Tennessee state senator Todd Gardenhire, a first-term Republican from Chattanooga, withdrew legislation he sponsored that would have extended taxpayer subsidized in-state tuition to illegal aliens. Gardenshire said he doesn’t have enough support to get his bill through the Senate or House this year.
“The burden’s on me to be able to educate my colleagues and to educate the public,” Gardenhire said. “There’s a lot of misinformation out there, that if they stopped and thought about it, the ramifications, they might change their minds.”
SB 1951 would have offered in-state tuition to those who spent at least five years in Tennessee schools, irrespective of immigration status. The legislation runs contrary to a 2012 law that prevents illegal aliens from obtaining public benefits. The University of Tennessee interpreted that law to mean that illegal aliens cannot be accepted as students, let alone get in-state tuition.
The House Education Committee held a hearing on a related bill (HB 1992) sponsored by state Rep. Richard Floyd. At the hearing, Floyd said, “This is hard for me. Let me tell you, you don’t think I’m not taking heat back in my community…I want to do the right thing.” Another Republican, state Rep. Mark White, said “All we are saying is if you are a student who has gone to school in Tennessee and are now ready to go to college to be a more productive citizen, you can pay in-state tuition.”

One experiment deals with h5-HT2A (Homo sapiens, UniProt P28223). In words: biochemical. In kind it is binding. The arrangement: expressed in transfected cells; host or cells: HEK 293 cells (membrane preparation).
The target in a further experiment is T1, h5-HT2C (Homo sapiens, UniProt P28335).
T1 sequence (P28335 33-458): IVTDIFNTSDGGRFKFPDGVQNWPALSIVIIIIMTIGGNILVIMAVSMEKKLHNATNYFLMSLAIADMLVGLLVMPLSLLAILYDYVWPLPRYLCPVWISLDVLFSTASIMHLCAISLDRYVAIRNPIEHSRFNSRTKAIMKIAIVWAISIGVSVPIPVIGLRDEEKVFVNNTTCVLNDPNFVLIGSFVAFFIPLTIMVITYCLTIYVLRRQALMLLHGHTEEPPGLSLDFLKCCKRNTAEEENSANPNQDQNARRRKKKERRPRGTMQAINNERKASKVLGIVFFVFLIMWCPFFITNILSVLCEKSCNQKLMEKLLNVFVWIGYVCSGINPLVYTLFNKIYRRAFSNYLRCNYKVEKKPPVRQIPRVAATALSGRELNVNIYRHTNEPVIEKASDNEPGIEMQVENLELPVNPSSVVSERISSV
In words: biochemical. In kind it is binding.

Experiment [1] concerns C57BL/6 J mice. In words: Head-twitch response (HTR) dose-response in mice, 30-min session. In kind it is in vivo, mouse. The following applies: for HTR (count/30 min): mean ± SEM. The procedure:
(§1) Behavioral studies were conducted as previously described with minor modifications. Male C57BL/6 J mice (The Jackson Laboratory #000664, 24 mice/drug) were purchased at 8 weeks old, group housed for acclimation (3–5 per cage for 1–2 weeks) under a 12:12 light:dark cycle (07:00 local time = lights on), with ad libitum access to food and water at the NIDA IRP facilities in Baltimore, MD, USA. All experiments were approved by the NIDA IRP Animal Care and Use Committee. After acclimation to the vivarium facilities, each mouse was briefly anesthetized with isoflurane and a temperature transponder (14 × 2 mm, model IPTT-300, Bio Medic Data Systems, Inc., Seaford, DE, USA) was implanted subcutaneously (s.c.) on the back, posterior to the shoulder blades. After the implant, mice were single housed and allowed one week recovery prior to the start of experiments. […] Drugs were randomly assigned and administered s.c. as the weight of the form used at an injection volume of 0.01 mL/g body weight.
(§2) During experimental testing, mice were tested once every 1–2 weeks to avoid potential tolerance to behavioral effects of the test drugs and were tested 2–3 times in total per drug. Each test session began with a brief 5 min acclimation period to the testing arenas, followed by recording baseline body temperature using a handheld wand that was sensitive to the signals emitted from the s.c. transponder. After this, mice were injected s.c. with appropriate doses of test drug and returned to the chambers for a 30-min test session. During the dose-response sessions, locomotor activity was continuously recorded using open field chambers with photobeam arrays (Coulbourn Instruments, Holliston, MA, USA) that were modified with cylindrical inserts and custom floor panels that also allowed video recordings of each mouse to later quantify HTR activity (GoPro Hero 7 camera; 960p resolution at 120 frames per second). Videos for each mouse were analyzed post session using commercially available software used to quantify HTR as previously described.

Although Gardenshire withdrew his bill before any votes were held, he claimed to have built an alliance with pro-illegal alien groups that could be helpful later. Gardenshire’s bill also gained the support of the Nashville Area Chamber of Commerce and other business groups.
In a statement, the Nashville Chamber said, “The annual cost difference between in-state and out-of-state tuition can be as much as $8,000 for a public university in our region. The proposed legislation aligns with the chamber’s policy principles of increasing the number of postsecondary degrees in the region and immigration-related reforms that address workforce needs.”
House Majority Leader Gerald McCormick (R) also supported the bill and Republican Gov. Bill Haslam said he was evaluating the measure. “I think it’s an idea that has some merit. I really do,” Haslam told reporters.
Read more in The Tennessean.
Updated: Tue, Apr 8th 2014 @ 3:20pm EDT